Why Does China’s Carbon Neutrality Ambition Matter?
I think China will achieve two miracles at the same time, one is the miracle for economic growth, another miracle is for decarbonization. This is a challenge we never experienced and we are very anxious to make it happen.
Editor’s Note: China has announced its targets for peaking carbon dioxide emissions by 2030 and reaching carbon neutrality by 2060. What is the significance of the emission reduction efforts by China, the most populous country, to itself and the world? How will China act to reach the targets? Dr. Zhang Junjie, associate professor in the environment program at Duke Kunshan University gives his insights into this global issue in a joint interview with China Focus and Energy Observer, a monthly magazine dedicated to reporting energy industry and sustainable development. The excerpts of the interview are as follows.
Why does China push for carbon neutrality?
Dr. Zhang Junjie: China announced the ambitious target of carbon neutrality by 2060 because of international responsibility but also its intrinsic needs. China is part of the global community, so China’s leadership is extremely important for the success of the global climate target. Intrinsically, reducing carbon emissions is aligned with China’s interests of reducing air pollution，transforming its industrial structure, transforming its energy sector, and improving energy efficiency. So putting together, it’s the right time for China to announce the climate neutrality target.
China has worked hard to achieve carbon neutrality. What is the significance of this to the world’s climate change?
Dr. Zhang Junjie: China announced its carbon neutrality target during the Covid-19 pandemic, so that decision was very unusual. Because it was not under the pressure of any country, any developed country, and the announcement was unilateral without significant commitment from the United States, from EU，so this is a unilateral commitment. And China’s announcement helped to incentivize other countries to follow the steps of China. For example, Japan and South Korea announced their carbon neutrality targets after China, and Biden’s administration, once it came to power, also announced its carbon neutrality target. So China indeed boosted global confidence in fighting against global climate change.
China proposed to achieve carbon peak by 2030 and carbon neutrality by 2060. Are these goals easy for China?
Dr. Zhang Junjie: It’s very challenging because of the balance of economic growth and decarbonization. By the end of this decade around 2030, China is about to emit 12 billion tons of greenhouse gases or carbon dioxide equivalent. It means that it only leaves China 30 years to achieve net-zero emission. It means that China needs to reduce about 400 million tons of carbon dioxide per year. This has never happened in human history, especially for a country [that] still needs significant economic growth. It needs to eliminate emissions for a mid-sized European country. I think China will achieve two miracles at the same time, one is the miracle for economic growth, another miracle is for decarbonization. This is a challenge we never experienced and we are very anxious to make it happen.
In order to achieve this goal, what types of measures will China implement next?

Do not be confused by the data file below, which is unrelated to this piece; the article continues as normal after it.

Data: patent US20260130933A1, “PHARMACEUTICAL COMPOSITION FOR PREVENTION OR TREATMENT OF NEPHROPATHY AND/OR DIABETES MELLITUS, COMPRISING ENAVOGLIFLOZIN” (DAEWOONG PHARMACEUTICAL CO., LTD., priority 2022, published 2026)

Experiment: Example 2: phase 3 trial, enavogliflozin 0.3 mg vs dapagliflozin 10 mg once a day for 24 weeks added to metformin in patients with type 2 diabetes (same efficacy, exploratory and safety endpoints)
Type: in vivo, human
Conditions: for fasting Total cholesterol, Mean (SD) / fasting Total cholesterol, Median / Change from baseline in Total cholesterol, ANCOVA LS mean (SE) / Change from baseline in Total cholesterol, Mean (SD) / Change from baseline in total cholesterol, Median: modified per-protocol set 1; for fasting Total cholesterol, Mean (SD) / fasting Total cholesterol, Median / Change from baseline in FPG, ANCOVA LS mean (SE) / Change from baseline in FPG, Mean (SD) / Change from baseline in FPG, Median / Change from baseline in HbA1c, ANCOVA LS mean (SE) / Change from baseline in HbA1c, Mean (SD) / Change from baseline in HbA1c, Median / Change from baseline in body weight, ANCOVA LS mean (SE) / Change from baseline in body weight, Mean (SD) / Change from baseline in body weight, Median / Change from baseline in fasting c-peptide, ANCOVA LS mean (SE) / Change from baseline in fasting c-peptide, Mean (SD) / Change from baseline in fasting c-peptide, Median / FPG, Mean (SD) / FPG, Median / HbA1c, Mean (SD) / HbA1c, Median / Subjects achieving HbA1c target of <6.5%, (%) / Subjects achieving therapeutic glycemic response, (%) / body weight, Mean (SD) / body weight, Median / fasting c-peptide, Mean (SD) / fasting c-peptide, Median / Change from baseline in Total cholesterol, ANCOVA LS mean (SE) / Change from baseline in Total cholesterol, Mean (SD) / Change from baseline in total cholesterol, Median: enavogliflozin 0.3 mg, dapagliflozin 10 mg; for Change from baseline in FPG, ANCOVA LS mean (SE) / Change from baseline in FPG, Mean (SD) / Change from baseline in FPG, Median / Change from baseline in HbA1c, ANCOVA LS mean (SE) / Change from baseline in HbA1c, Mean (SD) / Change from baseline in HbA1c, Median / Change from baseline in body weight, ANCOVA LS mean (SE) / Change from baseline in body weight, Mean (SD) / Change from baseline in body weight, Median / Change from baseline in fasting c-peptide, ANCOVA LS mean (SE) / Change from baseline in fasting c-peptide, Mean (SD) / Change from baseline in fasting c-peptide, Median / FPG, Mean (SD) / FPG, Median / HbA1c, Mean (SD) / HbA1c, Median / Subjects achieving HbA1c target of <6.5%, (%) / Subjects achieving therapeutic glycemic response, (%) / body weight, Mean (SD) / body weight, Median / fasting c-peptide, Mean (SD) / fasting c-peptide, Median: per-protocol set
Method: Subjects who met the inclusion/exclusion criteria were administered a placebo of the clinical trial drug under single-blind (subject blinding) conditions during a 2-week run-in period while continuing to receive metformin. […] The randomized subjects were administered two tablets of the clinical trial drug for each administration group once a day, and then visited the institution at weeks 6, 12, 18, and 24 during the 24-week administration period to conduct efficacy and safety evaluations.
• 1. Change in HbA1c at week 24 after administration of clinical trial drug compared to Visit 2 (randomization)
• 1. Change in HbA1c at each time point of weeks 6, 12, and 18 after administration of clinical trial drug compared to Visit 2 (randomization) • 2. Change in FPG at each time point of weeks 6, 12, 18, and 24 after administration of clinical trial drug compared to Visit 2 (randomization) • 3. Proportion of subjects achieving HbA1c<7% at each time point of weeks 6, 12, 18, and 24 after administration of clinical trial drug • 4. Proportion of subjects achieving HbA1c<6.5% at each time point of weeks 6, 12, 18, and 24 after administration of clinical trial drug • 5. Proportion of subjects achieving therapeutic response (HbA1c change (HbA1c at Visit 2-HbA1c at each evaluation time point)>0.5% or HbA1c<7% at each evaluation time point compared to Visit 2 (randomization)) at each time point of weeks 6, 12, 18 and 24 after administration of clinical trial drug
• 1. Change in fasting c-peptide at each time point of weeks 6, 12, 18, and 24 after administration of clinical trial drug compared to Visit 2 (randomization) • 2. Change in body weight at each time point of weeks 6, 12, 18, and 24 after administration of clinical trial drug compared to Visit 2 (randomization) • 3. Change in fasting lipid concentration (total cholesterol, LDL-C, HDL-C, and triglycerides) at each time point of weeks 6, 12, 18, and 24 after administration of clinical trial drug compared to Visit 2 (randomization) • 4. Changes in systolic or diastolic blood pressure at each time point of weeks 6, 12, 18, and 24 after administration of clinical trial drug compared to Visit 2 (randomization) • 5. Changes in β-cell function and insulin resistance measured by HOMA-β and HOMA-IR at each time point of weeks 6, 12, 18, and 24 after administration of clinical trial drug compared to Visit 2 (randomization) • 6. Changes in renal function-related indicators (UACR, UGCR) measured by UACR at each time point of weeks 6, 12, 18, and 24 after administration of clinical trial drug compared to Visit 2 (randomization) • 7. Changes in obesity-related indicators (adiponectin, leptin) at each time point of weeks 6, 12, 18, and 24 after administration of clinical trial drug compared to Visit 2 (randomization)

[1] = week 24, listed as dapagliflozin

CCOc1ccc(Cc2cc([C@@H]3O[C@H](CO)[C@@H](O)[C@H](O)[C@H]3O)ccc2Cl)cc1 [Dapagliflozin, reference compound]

Dr. Zhang Junjie: In terms of the policy measures, so all the policies, especially climate policy, are related to assigning a price to carbon. So there could be explicit price or implicit price. Explicit carbon pricing. This has become a market-based instrument for China to achieve its emission target while minimizing its economic impact. But also, there are many other implicit carbon pricing policies, especially for emission standard pilots and for advocacy of the low carbon lifestyle.
Besides climate policy, China has many other complementary climate policies. All these sectoral policies related to energy-saving (and) energy transformation will contribute to China’s climate target.
What types of industry or company will be greatly affected by the process of carbon neutrality?
Dr. Zhang Junjie: We have discussed a lot about the cost of climate mitigation, especially for the national carbon emission trading scheme. Originally it covered the power generation sector, but it will be expanded to seven other sectors including building materials, petrochemical, chemical, paper, steel, nonferrous metal, and domestic aviation. So these sectors will be under pressure, under great pressure, to reduce their emissions. But also we need to look at that, as China continues to grow the economy, as we substitute the dirty sectors with the low carbon ones, it will create lots of business opportunities. So I tend to focus more on the new opportunities that will be created by China’s low carbon transition.
Will it have any impact on the lifestyle of ordinary people?
Dr. Zhang Junjie: Everyone will be affected. If you look at the United States，about 20 percent of emissions are related to household. That’s the direct emission. If we count indirect emission, actually 80 percent of emissions are related to household. It means that reducing emissions is not just the responsibility of companies, not the power generators, not manufacturing sectors, but also our daily lifestyle. So it will change. It needs to change our daily lifestyle.
Travel less. Use teleconference, Use green energy. Use public transport. If you have to drive, drive a new energy car. Use energy-saving lighting bulbs. Use energy-saving appliances at home. These will help us to reduce our energy use or use more green energy.